Giving her research “life”

Nearing graduation, Ferdinand began to think of her next step in life. She traveled to Texas A&M University in early 2013 for an interview for a faculty position. There, she met Jane Bolin, PhD, JD, BSN, who shared a similar educational background and research interests with Ferdinand. A week after the job interview, Bolin contacted Ferdinand and offered her an opportunity to be an investigator within the Southwest Rural Health Research Center. Ferdinand accepted the offer and began working for the research center while finishing up her doctorate in Alabama. Later, she ultimately accepted a faculty position at the Texas A&M School of Public Health and made Texas her new home. Shortly after arriving at Texas A&M, Ferdinand became the deputy director of the Southwest Rural Health Research Center.

“I chose Dr. Alva Ferdinand as deputy director, and later as director, because of her expertise, knowledge and skills,” Bolin said. “She is an excellent researcher and policy analyst. More than that, Dr. Ferdinand is also an excellent writer. As a person she is great to work with and very skilled at leadership and working with people. Dr. Ferdinand is passionate about rural and underserved populations. At the national and state level she is highly regarded.”

While settling down in Texas, Ferdinand began publishing her dissertation research, which focused on texting while driving bans and their effectiveness in reducing motor vehicle fatalities and hospitalizations. Ferdinand’s research employed a national perspective, comparing and contrasting states with and without a ban to determine if the bans were decreasing texting-related vehicle accidents and deaths. At the time, Texas was only one of four states that did not have a texting while driving ban, but efforts to pass a law banning texting while driving were years in the making.

“There were advocacy groups that were saying, ‘We need a texting while driving ban,’ but the science wasn’t there just yet,” Ferdinand said. “As soon as my paper became public, I started receiving emails from people, including legislative staff for elected officials in Texas, who had read my paper. They wanted to talk about what the findings of the study meant and wanted Texas-specific findings on how many lives could be saved if this ban were to be passed in the state.”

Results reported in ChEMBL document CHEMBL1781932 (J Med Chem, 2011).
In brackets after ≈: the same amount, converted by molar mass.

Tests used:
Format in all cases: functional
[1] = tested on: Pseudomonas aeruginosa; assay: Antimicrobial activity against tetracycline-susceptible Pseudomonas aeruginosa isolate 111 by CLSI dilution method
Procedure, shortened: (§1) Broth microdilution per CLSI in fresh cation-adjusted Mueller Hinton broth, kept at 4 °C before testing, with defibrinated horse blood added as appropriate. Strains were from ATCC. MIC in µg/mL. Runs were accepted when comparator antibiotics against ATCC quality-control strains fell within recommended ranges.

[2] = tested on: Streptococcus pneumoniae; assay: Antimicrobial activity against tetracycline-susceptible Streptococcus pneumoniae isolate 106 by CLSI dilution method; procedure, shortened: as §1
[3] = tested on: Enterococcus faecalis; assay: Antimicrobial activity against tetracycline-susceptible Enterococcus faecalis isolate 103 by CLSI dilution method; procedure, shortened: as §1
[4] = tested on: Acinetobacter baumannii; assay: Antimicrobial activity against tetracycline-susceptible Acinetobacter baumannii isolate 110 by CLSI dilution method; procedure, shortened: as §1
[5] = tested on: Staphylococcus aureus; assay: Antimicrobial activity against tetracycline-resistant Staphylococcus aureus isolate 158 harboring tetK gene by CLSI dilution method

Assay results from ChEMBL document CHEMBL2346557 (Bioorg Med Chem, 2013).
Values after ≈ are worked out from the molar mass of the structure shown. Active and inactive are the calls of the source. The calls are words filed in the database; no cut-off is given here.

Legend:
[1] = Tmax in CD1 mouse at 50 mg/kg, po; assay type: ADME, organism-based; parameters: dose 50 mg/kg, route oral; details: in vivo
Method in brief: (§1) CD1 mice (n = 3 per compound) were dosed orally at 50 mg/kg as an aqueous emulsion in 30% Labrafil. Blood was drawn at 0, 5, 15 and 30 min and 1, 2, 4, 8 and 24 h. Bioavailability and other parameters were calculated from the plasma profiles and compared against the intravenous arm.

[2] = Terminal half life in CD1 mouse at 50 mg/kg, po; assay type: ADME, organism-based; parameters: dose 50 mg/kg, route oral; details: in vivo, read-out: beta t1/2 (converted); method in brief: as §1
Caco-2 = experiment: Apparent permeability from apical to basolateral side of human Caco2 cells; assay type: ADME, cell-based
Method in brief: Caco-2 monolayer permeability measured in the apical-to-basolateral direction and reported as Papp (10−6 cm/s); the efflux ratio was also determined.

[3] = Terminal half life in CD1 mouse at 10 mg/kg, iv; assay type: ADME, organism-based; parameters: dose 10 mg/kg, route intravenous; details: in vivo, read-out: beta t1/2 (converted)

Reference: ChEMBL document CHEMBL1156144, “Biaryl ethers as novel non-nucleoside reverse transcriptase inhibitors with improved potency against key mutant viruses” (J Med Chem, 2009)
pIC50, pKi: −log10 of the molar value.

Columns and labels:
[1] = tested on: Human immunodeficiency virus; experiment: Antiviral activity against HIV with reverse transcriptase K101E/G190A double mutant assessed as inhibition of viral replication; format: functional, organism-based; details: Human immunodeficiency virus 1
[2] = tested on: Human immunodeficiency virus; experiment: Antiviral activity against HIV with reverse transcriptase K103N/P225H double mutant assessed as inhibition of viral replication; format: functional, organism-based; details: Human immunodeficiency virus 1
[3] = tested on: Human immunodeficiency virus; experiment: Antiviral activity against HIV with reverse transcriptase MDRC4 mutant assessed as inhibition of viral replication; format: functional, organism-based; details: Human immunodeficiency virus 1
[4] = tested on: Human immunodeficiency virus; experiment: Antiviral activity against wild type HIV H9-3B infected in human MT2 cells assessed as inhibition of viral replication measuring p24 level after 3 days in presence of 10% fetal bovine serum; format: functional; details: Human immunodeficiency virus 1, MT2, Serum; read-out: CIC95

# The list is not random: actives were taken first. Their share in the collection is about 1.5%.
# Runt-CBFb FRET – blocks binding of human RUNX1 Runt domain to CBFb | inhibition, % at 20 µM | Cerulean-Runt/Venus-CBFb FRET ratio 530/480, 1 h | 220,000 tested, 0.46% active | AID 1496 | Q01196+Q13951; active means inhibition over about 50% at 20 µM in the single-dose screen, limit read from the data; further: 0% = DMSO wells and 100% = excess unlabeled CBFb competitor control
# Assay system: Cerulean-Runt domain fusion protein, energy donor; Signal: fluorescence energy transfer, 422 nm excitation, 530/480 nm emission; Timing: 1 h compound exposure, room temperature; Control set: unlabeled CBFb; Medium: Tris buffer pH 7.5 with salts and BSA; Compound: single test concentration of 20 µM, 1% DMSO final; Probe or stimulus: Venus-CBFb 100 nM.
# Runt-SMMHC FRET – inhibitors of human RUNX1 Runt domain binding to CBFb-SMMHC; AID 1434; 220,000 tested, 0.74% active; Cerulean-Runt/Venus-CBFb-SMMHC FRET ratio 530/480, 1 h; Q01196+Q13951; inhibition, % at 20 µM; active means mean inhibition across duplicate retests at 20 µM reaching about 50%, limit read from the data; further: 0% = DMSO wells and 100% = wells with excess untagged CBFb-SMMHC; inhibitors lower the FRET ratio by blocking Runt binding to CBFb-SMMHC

When Ferdinand began providing Texas-specific data to Texas government officials, “that was when the ban started to become real, and eventually it passed,” she said. Since then, Ferdinand’s research on the effectiveness of texting while driving bans has gained national attention, and the ban in Texas has saved countless lives.

“I think fate had something to do with it,” Ferdinand said. “It was the perfect merge of my expertise and the need for this law in Texas.”

Looking toward the future

Now that she has earned tenure, Ferdinand looks forward to a new chapter in life. She plans to continue publishing impactful research both through her position as associate professor and as director of the Southwest Rural Health Research Center. She is enthusiastic about her career and doesn’t see her drive changing anytime in the near future.

“I really cannot think of a day since starting my academic career at Texas A&M that I thought, ‘I don’t want to do this anymore,’” Ferdinand said. “I feel so fortunate to get paid to engage in research that I’m interested in and to have found this path. I am so glad that I stuck with it.”

Seeing her research “come full circle” and make a positive impact on population health outcomes is extremely motivating for Ferdinand. She is also highly motivated by teaching and mentoring students. She often thinks about her time in graduate school and feels that she wouldn’t be where she is today without mentoring. Thus, she continues to “pay it forward” for her students, and keeps an eye out for those who may be facing instructional challenges.

For those who dream of a similar career, Ferdinand offers this advice: “There will always be naysayers, but keep working hard, keep an open mind, and don’t be afraid to collaborate with people who possess different kinds of expertise. Above all, make sure you’re doing what you want to do—pursue avenues that you are passionate about.”

-by Callie Rainosek

— Rae Lynn Mitchell